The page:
APT attacks: Time to respond
APT attacks: Time to respond
Advanced Persistent Threat is a term originally used to describe nation state attacks from the East. Now, it's applied to sophisticated state-level attacks which infiltrate specific networks to steal information, assets or cause damage.
There have been some notorious examples of APTs in recent years: the Stuxnet worm which damaged Iranian nuclear centrifuges in 2010, to Flame and Shamoon viruses which infected machines at Middle Eastern governments and energy companies. In 2013, FireEye found that more than 10 percent of 40,000 analysed cyber-attacks were APTs and that in 2014 such attacks included Pitty Tiger, Deep Panda, Black Energy, Miniduke, Dark Hotel and Regin.  

However, despite the FireEye numbers, other experts have questioned the usefulness of the term, specifically, what is persistent – the hacker or the malware – and how advanced is it when human error is a common entry point, or when some ‘APT' attacks are a cumulative attack using commonly available tools? Most experts appear to agree that an APT follows processes either best identified by Lockheed Martin's Kill Chain or by four simple steps – incursion, discovery, capture and exfiltration. The distinguishing point of ‘persistent' can be taken to mean either repeated attacks, or lurking within the network after penetration.

Cedric Pernet, threat intelligence analyst at Airbus Defence & Space and former law enforcement officer for the OPJ in France, said: “I would define APT as a persistent targeted computer attack, aimed at compromising and keeping access to selected targets networks in order to steal information.”

The complexity of these attacks is harder to gauge. “The sophistication of attacks can vary greatly,” admitted Pernet. “There is usually no talk about the ‘persistent' aspect of this kind of threat, yet the word ‘advanced' can be misleading. I still think this word is appropriate, not to describe the technical level of the attacks, but the way it is organised.

“An APT attack is not the work from a single attacker - it is an attack launched and handled by a team of attackers with different skills. Each one has specific tasks and responsibilities. Some of these attackers are in charge of collecting information about the target company from open sources, others are responsible for the first stage infection of the attack campaign or to infiltrate the attacker's network infrastructure.”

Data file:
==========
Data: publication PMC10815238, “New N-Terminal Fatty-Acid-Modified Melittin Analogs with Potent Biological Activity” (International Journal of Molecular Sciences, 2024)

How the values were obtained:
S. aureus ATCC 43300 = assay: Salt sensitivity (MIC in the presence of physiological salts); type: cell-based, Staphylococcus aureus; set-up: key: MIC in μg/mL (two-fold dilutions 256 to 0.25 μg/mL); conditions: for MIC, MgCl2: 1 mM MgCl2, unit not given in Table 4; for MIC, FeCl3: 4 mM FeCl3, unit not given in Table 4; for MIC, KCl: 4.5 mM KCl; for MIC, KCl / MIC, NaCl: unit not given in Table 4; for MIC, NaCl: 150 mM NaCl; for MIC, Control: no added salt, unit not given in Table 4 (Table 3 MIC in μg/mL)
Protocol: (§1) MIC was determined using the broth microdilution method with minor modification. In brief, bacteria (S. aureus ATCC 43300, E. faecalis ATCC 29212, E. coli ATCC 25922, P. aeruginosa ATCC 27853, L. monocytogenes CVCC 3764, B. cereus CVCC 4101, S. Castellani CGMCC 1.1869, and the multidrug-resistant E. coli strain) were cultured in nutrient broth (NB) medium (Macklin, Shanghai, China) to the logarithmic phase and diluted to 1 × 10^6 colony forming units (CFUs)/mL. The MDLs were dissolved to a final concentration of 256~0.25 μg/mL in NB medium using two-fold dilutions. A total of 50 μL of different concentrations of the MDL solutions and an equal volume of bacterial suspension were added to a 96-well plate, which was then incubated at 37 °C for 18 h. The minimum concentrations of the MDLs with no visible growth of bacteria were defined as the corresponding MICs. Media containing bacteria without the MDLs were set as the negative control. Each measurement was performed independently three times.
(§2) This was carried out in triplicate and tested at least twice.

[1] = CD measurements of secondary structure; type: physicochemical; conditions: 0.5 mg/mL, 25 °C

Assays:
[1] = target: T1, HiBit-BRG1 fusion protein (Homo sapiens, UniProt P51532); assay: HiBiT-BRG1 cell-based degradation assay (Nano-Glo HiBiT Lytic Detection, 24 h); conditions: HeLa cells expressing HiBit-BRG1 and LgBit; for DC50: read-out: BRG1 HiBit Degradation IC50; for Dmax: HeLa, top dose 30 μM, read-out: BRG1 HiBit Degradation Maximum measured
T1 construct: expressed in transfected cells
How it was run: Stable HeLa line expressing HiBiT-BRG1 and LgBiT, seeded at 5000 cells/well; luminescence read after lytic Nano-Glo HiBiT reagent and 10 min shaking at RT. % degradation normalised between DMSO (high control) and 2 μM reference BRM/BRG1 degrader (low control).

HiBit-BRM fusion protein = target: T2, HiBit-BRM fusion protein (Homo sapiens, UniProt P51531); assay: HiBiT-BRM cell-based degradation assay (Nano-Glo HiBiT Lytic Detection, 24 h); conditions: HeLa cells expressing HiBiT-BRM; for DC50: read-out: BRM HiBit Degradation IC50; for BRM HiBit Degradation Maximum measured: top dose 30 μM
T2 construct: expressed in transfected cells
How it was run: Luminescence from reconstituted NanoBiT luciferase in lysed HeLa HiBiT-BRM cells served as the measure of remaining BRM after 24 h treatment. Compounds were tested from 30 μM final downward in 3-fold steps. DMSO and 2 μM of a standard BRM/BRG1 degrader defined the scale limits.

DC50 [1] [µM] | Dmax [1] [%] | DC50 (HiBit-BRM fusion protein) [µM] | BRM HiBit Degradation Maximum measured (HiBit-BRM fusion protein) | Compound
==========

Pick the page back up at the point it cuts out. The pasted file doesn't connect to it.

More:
Ed Wallace is director of incident response and advanced threats at MWR InfoSecurity – a consultancy which tracks 90 countries with APT-like capabilities to steal information or take-down computer systems – and he says that the sophistication is over-stated.

He says that ‘90 percent' of countries simply rely on email phishing, with the minority having more advanced capabilities for water holing attacks and data exfiltration. Other experts say social engineering is – along with software vulnerabilities and poorly-configured security - the best entry into an organisation.

"If you can't provide 24 hour defence manned by experts – 

get someone who can." 

Jay Colley, senior director Akamai Technologies

Where there has been a change, Wallace says, is that nation-states are now looking to steal contract bids, Joint Venture agreements and M&As. “It's a lot more commercial focused – but it's not necessarily that sophisticated,” Wallace told SC.

Attribution is trickier. Attackers are using various methods – including Tor and SSL encryption – to hide their activities, while nation-states will often deny any involvement by blaming cyber-criminal groups instead.

“There is a change between criminals and nation-states, a blurring of the lines,” said Wallace. “Five years ago there was regular communication between the two but it petered out. That's potentially returning because if you blame the criminal group you've got the perfect smokescreen.”

But Pernet says that attribution is possible – if you have the right data. “Attribution must be based on as many indicators as possible during the threat intelligence investigation: IP addresses, e-mail addresses, malware family, language settings, tools used, domain names used... but also according to the political context of the attack, which makes it even harder.

“If you look at APT attacks impacting the pro-democracy movements in Hong Kong, you might say that the Chinese government would be the most interested country, but is this evidence? It is not.”

He added: “We should not be naïve about cyber-espionage: it is just an evolution of traditional espionage. Everyone is aware of espionage, and citizens from all around the world take it for granted. Why should it be different with cyber-espionage?” Seth Berman, the executive managing director and UK head of cyber-intelligence outfit Stroz Friedberg, agreed adding that it is another way of collecting information, although he noted that some governments may consider APT attacks as a way of ‘expressing anger or disapproval'.